If given the opportunity to complete research as a fellow with the Black Metropolis Research Consortium, I would utilize the majority of the time afforded by financial assistance from the BMRC to examine the personal papers of several key employees of Ebony Magazine from the 1950s through the 1980s; gathering evidence to explain how the behind-the-scenes production of Ebony had an impact on its coverage of Historically Black Colleges and Universities and the politics of gender and sexuality in the Black community. This opportunity would provide for a more in-depth look at a national media context for the subject of my dissertation (outlined in this proposal) and would add to the growing body of scholarship that focuses on the intersections of race, gender, and sexuality in the Black Freedom Movement.
The Chicago Defender’s Standing Dealers List Map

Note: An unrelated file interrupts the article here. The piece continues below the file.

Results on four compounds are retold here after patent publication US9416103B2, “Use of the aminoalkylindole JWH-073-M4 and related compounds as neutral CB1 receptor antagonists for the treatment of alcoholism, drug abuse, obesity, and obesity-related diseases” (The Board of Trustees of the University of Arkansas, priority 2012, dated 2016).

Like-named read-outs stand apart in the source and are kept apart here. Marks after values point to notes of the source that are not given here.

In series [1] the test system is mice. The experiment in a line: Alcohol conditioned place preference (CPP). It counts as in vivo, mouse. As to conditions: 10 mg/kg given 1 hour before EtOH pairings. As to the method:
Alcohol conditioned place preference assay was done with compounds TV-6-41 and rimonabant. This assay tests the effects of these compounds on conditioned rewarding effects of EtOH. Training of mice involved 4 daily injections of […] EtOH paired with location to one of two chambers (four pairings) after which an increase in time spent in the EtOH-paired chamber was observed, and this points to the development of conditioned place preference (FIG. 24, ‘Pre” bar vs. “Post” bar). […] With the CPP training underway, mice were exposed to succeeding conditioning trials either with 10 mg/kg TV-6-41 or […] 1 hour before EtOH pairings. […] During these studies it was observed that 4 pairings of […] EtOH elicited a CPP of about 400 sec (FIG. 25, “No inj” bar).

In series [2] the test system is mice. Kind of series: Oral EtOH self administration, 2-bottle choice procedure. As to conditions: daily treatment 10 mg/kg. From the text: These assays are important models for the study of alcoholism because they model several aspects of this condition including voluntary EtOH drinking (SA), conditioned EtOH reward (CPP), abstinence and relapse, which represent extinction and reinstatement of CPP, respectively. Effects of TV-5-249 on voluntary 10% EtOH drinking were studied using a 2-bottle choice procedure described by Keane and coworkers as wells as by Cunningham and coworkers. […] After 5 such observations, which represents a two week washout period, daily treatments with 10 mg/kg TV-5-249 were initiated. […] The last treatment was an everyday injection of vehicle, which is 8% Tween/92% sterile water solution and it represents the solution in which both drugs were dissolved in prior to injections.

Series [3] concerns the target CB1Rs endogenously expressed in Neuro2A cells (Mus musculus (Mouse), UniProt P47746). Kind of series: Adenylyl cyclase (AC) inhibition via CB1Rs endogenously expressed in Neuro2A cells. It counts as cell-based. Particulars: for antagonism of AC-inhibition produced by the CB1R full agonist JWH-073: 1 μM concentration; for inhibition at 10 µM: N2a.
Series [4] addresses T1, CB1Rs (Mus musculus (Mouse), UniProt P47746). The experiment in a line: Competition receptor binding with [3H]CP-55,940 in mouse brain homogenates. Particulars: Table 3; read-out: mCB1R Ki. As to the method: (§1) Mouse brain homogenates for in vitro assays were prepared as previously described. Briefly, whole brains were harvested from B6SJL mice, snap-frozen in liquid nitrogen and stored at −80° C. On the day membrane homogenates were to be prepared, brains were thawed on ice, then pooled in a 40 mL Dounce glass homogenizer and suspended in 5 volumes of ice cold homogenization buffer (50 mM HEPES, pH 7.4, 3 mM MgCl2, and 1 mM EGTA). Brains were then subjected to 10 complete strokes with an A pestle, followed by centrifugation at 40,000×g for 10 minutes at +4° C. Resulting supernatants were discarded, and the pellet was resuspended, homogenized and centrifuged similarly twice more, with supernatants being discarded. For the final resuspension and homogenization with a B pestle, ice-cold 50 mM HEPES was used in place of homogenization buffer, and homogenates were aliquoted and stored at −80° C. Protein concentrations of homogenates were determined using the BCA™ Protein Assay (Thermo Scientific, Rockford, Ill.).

I am applying for a summer short-term fellowship from the Black Metropolis Research Consortium to complete the second and final phase of the “Chicago Defender’s Standing Dealers List “(CDSDL) map. The CDSDL map is born-digital scholarship in that it is solely created and published online. The map represents a spatial narrative of the Defender’s distribution during the Great Migration. The Abbott-Sengstacke papers at the Vivian G. Harsh Research Collection at the Chicago Public library and Defender promotional materials at the Chicago History Museum Research Center are essential to the completion of the map. These collections contain business and personal correspondence, financial records, promotional materials and Black journalism history in Chicago. All together, these materials are a treasure trove for the CDSDL map project and will yield a comprehensive view of the ways the Defender distributed the paper to newspaper dealers. I will use these materials to develop a map for the general public and the academic community along with a scholarly analysis for the Journal of African American History. The CDSDL map will transform what is known about everyday African Americans’ role in selling the Defender and promoting the migration North in the early twentieth century.